I was interested in the article entitled The Brooklands Miller in the current issue, and Icon, perhaps, add some information concerning the history of this car.
On its arrival at Brooklands its performance was very poor, but the trouble was eventually traced to the cam of the Delco contact breaker which was intended for a six not an eight cylinder engine! When this had been changed the car performed satisfactorily.
After the Count’s death in the autumn of 1924, Dan Higgins acquired the can and raced it with some success on the sands at Southport. in 1925, disposing of it at the end of the season. After its fleeting appearance at Brooklands, in 1926, it was sold, in 1927, to Bert Shorter of Auckland, New Zealand, who raced it but struck serious engine trouble selling it to Keith and Rappel Cutten. It eventually found its way into she hands of G. A. Mathieson, who was not only a splendid driver, but also a first class mechanic. Mathieson rebuilt the entire car, including the engine, incorporating some modifications of his own. A letter to Harry Miller, in Los Angeles, produced some very helpful information so that when the car re-entered competition it was an imtnediate success.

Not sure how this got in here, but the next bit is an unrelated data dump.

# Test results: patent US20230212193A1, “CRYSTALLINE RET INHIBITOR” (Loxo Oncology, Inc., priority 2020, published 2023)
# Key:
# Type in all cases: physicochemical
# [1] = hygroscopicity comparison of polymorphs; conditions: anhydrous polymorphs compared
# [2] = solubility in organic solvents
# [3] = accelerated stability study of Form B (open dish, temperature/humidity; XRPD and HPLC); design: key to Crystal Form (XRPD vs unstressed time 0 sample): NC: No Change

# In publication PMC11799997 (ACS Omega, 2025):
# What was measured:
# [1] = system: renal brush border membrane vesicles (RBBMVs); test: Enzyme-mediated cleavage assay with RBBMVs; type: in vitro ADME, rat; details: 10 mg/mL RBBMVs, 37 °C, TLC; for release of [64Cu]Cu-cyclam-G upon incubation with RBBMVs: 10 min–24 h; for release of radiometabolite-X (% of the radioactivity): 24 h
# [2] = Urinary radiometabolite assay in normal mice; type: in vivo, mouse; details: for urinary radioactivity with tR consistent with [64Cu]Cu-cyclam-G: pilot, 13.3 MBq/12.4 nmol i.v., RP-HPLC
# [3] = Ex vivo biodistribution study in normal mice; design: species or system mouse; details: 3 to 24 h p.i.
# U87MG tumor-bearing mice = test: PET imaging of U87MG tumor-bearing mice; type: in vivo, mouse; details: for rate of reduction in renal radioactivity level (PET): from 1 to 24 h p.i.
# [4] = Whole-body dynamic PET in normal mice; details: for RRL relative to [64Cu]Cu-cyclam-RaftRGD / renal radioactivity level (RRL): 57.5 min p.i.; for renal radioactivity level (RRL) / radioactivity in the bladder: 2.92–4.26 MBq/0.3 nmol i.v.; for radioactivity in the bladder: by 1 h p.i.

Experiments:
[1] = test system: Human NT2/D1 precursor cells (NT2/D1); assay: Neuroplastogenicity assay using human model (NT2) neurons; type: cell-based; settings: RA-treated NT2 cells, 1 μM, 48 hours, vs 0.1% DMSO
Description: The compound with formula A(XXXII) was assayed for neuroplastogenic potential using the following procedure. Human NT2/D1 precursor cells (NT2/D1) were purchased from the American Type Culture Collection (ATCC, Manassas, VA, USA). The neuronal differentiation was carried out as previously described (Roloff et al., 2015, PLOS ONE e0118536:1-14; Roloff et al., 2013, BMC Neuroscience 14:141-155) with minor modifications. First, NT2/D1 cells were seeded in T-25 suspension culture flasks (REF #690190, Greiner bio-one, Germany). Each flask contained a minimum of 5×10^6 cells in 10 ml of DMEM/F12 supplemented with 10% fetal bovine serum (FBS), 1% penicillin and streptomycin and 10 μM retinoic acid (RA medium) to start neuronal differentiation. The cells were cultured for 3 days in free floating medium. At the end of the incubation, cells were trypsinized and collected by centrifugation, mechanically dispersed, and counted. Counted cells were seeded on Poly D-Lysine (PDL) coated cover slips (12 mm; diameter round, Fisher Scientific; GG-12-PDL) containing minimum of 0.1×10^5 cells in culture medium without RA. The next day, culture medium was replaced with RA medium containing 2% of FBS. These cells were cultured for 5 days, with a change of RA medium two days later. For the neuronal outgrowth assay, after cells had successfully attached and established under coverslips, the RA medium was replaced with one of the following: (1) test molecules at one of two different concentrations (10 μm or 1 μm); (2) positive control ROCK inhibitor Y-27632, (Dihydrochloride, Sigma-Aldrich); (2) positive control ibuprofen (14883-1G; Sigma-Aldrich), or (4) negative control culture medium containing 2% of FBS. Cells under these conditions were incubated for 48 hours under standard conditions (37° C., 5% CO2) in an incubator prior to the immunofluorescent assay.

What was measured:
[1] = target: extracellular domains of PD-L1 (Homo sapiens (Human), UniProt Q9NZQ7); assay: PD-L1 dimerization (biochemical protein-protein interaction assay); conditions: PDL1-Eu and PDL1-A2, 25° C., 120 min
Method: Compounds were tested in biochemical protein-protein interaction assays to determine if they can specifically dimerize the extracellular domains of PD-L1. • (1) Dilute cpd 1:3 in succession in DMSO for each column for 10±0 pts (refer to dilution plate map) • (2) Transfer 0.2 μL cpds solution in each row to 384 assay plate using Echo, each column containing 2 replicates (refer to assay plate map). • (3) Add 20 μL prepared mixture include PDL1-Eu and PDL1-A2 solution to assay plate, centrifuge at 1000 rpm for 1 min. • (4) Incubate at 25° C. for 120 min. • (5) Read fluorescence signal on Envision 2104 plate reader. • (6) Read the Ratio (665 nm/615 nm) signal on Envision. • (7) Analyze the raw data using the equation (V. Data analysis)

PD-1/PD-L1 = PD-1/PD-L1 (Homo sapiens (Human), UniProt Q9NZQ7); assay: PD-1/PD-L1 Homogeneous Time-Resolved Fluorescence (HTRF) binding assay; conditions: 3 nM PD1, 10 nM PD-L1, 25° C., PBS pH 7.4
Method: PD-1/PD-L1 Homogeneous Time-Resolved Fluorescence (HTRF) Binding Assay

Between 1933-1936 Mathieson won races at Hennings Speedway, Gloucester Park Speedway. the Hillsborough hill climb and the New Zealand Beach Championship at Muriwai Beach. It also won the Waikato dirt track Championship, two road races, and sundry smaller events. One thing, however, Mathieson could never do and that was to improve the brakes which remained, as always, the weakest point of the car.
Mathieson disposed of the car by selling it to an Australian who drove it in various races and hill climbs (see Motor Sport January 1938 p25). At a later date the car was converted into a sports car, and generally hacked about (I have a photo), and I understand that the present owner proposes restoring it to its original state but I have no further information.
Paris, T. A. S. O. MATHIESON